RB: O, no! What Christopher Lydon calls his Proust questions! I am unable even to come up with even a favorite meal, movie or book. I have many favorites of everything. This would go better if you asked me to name fifty poems of my own that I like. But in the interests of at least trying to answer your question, I am thinking at this very moment of the closing lines of a poem called “A Superhero” in Floating World, which I think of from time to time: “Solace comes when called/to the occasion, reaching into the wound/of the body that will also betray you.” Callings that are also at once ultimate sacrifices, acknowledgements that the self is inextricably bound with the lives of others. Twinship!
JDC: How was the experience of writing Floating World different from writing Passing Love?
RB: Very different. For one thing, my editors immediately cut 23 poems from the book which they felt belonged in another book (& which is now turning out to be true). I thought I had a very clear trajectory at that point in terms of moving back & forth between the mystical & the mundane. The shorter book I was thrown back into working with feels like a different creature, one that surprised me when it finally “arrived.” Passing Love, on the other hand, while it went through many stages of revision & editing, was clear to me from the beginning in both its structure & content, & remained so. Incidentally, the last poem in Passing Love is called “Ukiyo-e,” which roughly translates from the Japanese into “floating world,” emphasizing impermanence, the fleeting qualities of a human life, evanescence. I kind of like picking up where I’d left off.
JDC: While revising your poems are there certain people who you consult to give you feedback? What does your revision process look like?
RB: Yes. The poet, Shin Yu Pai is one of my first readers, as is the writer (& one of my former students), Sara Nolan. I trust both of them completely to respond honestly & astutely to my work. I love revising. For me it is a way of visiting all the things in a poem that I didn’t already know about, of honoring the unconscious. I generally trust that the raw material gets out in the drafting process, but that I won’t know what it really means until I’ve engaged in a process of revision. Revising is exciting, edge-of-seat suspenseful: I can’t wait to find out what I was really getting at.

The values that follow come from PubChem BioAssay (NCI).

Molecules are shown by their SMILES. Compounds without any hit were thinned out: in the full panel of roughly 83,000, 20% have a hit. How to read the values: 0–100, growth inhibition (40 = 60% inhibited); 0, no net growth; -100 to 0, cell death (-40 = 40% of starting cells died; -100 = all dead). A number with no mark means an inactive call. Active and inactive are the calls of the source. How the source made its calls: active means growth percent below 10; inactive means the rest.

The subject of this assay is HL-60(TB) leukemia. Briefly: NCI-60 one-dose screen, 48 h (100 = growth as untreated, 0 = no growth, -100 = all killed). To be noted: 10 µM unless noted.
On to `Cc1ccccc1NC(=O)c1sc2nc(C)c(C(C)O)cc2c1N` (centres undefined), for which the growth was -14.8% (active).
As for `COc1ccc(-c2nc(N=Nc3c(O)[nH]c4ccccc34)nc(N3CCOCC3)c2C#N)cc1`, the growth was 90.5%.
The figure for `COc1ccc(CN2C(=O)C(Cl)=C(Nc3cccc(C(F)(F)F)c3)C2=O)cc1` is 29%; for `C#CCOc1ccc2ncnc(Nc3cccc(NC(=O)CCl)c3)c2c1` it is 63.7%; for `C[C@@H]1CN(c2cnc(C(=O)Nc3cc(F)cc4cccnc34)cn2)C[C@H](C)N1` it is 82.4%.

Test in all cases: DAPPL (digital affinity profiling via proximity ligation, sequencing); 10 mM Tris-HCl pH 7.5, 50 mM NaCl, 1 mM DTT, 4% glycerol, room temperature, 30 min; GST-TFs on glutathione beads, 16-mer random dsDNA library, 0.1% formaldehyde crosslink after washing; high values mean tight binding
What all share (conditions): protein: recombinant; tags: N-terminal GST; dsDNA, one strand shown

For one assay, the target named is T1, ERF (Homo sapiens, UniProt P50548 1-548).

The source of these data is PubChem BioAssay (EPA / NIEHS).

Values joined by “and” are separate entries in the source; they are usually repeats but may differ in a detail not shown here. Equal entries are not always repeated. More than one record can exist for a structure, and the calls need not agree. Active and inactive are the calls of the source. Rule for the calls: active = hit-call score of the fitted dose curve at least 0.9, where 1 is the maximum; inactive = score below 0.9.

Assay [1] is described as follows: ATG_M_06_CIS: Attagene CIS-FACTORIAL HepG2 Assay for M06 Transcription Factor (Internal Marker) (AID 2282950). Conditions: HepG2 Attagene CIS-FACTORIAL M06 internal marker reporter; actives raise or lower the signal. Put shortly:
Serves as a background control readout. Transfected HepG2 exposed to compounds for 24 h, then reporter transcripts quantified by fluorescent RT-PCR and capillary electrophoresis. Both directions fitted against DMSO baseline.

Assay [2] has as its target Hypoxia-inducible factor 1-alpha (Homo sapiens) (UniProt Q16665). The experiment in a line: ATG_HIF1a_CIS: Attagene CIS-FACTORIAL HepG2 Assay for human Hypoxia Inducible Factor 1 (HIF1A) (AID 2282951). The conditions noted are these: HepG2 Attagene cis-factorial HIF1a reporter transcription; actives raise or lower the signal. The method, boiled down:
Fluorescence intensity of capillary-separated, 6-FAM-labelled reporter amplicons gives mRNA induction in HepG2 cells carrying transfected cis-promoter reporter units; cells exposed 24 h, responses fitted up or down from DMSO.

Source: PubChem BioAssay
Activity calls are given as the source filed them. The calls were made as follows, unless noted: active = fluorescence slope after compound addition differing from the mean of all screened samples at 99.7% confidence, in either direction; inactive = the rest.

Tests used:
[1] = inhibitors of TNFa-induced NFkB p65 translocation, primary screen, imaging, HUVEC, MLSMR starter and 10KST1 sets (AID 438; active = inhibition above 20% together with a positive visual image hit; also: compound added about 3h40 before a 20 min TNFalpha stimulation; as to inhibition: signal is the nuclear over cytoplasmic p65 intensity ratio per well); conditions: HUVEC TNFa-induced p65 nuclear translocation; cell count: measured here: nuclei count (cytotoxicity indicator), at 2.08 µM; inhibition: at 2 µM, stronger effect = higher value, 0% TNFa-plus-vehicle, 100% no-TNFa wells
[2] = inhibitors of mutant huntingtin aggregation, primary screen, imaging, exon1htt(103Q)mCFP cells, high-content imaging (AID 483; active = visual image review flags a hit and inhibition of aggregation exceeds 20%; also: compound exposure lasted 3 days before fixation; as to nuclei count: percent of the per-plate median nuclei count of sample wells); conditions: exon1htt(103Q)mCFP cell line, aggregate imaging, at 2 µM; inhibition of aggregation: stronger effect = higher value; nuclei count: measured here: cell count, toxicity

JDC: One gets the sense while reading your poetry that the spirit is as important (if not more important) as the physical body. Do you subscribe to a belief system? If so, how does this enhance your poetic terrain?
RB: I’m not sure that I differentiate any more between body & spirit, except, perhaps, to recognize that one goes on while the other invariably disintegrates or reintegrates (like something composting into some new state of becoming). When I was a boy I had the capacity to leave my body during times of brutality, which led me to experience a kind of body-spirit split, but my adult life has been full of moments where the two have been remarkably in concert, even companionable. I am a practicing Buddhist, by the way, & of course this informs my creative life (& vice-versa), though I am interested in the mystical in just about any faith tradition.
JDC: What are you working on now? Do you anticipate another book any time soon?
RB: I am simultaneously working now on two new books: one is a new book of poetry, the other is about the work that poetry helps us to do in our lives. The first is nearly done & in a process of shaping (which means that it might arrive on someone’s bed-side table two years from now—ah, the vagaries of publishing! The other is ongoing. My monthly newspaper column means that I am almost always writing (or at least thinking about) this other book, but it might also mean that I’m going to be at it for quite a while.